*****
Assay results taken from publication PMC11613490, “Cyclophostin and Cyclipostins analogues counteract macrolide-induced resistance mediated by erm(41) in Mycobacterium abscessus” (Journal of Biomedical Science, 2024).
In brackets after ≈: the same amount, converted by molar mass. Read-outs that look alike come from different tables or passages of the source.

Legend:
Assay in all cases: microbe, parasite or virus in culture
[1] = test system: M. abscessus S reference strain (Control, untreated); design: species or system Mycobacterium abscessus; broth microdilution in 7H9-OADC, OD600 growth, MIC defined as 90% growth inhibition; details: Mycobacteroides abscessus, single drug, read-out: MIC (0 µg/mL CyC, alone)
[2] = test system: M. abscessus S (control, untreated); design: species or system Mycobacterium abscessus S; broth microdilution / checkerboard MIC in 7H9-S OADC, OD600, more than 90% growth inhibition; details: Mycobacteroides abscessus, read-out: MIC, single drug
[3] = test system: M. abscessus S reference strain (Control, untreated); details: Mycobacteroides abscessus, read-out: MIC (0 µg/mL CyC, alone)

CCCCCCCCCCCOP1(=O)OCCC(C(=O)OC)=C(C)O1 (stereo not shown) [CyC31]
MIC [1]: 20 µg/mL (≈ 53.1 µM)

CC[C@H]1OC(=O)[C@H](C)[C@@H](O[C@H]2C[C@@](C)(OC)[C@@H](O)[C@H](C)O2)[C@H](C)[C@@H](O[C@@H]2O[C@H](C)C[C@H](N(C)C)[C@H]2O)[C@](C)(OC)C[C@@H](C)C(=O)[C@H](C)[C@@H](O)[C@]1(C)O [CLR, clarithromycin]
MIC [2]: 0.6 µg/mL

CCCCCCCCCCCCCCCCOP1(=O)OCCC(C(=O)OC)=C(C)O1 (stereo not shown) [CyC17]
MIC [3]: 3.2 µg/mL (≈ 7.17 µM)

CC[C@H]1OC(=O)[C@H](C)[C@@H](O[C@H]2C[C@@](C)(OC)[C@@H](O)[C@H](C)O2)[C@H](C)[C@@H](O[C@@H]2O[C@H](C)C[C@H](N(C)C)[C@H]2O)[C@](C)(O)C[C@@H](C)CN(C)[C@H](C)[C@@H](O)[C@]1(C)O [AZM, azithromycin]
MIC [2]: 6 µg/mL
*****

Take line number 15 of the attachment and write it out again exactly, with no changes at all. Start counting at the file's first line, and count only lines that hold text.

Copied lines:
MIC [2]: 6 µg/mL